Material and Methods

Data collection. Five hundred and thirty-six specimens of M. bonita were examined in order to include a representative sampling of its distributional range in the rio de la Plata basin. From the total number of examined specimens, 220 were fully measured and 317 were only partly measured (because they were available only temporarily). Although those specimens with partial data were not included in the statistical comparisons and reporting tables, they were unequivocally identified as M. bonita to more completely examine the morphology of this species across its geographic range. Data for the holotype follows Benine et al. (2004). Additionally, specimens of M. dichroura (177), M. intermedia (29), and M. sanctaefilomenae (6) were examined for comparative purposes. Institutional abbreviations used in the text follow Sabaj (2016).

Morphological data. Meristic and morphometric characteristics were used to analyze the intraspecific variation of M. bonita and to corroborate the identification of all examined specimens. All measurements and counts were taken according to Fink, Weitzman (1974). The following 18 morphometric variables were taken: standard length (SL), depth at dorsal-fin origin, snout to dorsal-fin origin, snout to pectoral-fin origin, snout to pelvic-fin origin, snout to anal-fin origin, dorsal-fin origin to caudal-fin base, dorsal-fin length, pectoral-fin length, pelvic-fin length, anal-fin lobe length, caudal peduncle depth, caudal peduncle length, head length (HL), snout length, horizontal eye length, least interorbital width, and upper jaw length. Measurements were taken point to point with digital calipers under a stereomicroscope and are expressed as percentages of SL or HL for units of the head. Those meristic variables that varied most intraspecifically, were analyzed statistically: lateral line scales, scales below the lateral line, circumpeduncular scales, branched anal-fin rays, maxillary teeth, teeth in the outer premaxillary row, and gill rakers of the first gill arch (separate counts for the lower and upper limbs). Other counts such as the scales above the lateral line, predorsal scales, dorsal-fin rays, pectoral-fin rays, pelvic-fin rays, and teeth in the inner premaxillary row, which were not statistically analyzed due to their almost uniform distribution across the groups or non-significant sample size (only for vertebral counts), are provided to characterize the species for identification purposes. Total number of vertebrae were counted in cleared and counterstained (c&s) specimens, which were prepared following Taylor, Dyke (1985). Those counts include the first preural centrum plus first ural centrum (PU1+U1) counted as one element and all four vertebrae of the Weberian apparatus. Other osteological characteristics were compared but only substantial differences are reported if observed.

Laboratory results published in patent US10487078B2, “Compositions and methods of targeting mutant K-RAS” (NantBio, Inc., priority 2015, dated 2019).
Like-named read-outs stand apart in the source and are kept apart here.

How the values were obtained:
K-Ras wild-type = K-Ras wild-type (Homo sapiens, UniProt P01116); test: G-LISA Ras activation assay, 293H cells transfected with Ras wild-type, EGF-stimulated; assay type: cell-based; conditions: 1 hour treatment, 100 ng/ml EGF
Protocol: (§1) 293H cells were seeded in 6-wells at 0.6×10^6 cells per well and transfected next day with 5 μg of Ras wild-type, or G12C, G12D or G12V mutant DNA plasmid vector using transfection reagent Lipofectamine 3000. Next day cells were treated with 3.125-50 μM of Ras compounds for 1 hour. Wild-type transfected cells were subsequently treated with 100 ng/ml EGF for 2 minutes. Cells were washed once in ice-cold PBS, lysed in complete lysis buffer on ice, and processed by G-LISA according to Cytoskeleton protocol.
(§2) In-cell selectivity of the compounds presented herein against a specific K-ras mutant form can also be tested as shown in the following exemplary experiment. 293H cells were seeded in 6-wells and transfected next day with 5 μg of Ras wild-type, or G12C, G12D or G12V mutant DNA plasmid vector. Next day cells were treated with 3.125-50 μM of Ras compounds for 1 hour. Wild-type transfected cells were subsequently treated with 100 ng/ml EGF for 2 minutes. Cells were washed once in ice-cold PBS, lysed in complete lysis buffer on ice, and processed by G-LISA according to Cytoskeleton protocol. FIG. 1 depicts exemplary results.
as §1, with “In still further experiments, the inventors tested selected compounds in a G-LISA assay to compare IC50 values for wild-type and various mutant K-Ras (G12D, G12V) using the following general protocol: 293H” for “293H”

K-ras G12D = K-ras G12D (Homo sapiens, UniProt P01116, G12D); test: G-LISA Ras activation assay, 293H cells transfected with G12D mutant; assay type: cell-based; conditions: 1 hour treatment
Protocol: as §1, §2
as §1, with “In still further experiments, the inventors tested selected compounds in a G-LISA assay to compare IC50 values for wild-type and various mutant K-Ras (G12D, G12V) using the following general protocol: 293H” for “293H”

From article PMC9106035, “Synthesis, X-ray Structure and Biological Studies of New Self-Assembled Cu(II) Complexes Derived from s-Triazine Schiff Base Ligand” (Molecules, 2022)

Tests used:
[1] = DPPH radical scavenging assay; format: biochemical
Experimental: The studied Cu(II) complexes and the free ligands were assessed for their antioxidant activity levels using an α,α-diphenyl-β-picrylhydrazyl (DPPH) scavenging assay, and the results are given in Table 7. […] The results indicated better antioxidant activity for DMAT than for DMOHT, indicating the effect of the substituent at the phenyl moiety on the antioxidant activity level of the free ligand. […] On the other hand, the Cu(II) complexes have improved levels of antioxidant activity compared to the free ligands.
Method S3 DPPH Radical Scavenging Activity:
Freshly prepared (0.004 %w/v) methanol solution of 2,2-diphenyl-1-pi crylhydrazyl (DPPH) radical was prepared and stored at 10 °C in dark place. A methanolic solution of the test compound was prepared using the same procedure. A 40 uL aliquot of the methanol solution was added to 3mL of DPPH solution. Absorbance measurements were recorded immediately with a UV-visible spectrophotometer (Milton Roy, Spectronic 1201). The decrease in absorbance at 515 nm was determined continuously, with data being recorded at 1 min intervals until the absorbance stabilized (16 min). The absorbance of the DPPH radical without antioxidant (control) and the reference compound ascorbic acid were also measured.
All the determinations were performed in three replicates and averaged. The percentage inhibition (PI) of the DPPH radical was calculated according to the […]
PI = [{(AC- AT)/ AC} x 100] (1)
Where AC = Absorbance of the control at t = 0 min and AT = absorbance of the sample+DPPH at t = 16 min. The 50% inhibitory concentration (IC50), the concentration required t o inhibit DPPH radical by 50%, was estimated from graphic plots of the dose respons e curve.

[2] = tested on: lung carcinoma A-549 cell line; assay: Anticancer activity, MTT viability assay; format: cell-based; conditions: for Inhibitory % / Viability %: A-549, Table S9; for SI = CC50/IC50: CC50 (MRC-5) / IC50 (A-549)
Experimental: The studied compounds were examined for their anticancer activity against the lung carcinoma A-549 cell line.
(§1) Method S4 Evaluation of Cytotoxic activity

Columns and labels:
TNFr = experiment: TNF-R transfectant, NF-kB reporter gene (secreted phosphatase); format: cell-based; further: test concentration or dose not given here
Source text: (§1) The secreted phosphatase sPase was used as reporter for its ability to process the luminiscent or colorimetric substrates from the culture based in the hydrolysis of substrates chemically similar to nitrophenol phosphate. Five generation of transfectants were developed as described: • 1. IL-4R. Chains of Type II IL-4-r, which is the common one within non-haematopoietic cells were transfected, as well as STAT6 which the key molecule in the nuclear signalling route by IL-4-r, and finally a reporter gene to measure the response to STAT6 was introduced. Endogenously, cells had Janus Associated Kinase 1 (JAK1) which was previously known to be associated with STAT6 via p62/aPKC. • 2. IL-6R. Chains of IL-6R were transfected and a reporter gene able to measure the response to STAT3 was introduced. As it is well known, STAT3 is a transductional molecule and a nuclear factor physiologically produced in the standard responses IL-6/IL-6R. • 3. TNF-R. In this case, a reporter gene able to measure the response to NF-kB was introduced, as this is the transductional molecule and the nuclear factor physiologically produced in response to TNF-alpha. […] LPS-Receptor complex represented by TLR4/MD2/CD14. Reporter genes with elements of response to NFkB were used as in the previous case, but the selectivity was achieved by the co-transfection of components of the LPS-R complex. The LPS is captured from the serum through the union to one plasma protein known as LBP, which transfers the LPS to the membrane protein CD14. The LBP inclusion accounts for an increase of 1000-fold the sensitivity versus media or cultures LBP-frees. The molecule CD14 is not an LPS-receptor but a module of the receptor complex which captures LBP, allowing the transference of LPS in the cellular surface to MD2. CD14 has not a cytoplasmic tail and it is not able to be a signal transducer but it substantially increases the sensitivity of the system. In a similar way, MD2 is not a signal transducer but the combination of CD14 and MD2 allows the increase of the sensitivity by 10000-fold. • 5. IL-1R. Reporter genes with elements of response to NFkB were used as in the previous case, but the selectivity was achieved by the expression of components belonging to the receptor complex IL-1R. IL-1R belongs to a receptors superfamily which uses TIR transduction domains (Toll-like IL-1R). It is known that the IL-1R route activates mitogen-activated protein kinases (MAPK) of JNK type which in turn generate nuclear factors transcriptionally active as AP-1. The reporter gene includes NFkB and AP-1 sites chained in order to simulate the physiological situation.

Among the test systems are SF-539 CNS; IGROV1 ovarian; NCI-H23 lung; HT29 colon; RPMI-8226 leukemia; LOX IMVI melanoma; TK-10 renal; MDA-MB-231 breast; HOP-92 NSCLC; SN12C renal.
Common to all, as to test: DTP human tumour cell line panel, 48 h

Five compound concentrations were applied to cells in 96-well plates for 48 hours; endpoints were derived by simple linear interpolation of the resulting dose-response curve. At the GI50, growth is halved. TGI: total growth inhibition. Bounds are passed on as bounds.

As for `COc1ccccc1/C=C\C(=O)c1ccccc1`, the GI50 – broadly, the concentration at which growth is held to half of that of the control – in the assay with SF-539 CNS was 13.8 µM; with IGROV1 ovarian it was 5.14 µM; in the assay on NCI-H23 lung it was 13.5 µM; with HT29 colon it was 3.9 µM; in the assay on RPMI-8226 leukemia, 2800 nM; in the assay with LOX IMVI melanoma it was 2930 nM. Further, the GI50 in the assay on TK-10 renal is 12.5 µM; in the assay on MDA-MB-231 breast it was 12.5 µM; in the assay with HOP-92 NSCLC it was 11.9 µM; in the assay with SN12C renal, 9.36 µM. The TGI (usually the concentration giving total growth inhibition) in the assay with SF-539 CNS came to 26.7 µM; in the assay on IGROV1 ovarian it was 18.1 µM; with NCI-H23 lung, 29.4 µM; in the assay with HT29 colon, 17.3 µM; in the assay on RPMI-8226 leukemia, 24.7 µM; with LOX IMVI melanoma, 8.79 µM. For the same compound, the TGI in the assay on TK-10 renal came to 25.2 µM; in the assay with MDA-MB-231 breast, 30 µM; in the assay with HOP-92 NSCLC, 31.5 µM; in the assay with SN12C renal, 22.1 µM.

Sex identification was based on gonadal examination and/or the presence of secondary sexual characteristics if present. Not all samples were collected in the same seasons, and those specimens collected outside the breeding season lacked secondary sexual characteristics and were not assignable to one sex or the other. Sexually dimorphic characteristics found are reported. Sexual variation could not be statistically analyzed in detail, because significant samples of mature male specimens were not available for all groups.

Statistical analysis. All localities of occurrence of M. bonita were divided into four major geographic areas (named as groups: Bermejo, Paraguay, Paraná, and Uruguay), which represents the most important sub-basins of the rio de la Plata basin in which this species occurs. The selection of these groups was based on hydrogeographic and ichthyofaunistic differences that characterize each basin (Quirós et al. 2007; Albert, Reis, 2011). The geographic distribution of the analyzed samples within the rio de la Plata basin is plotted in Fig. 1. These localities ranges from 55 to 492 m above sea level.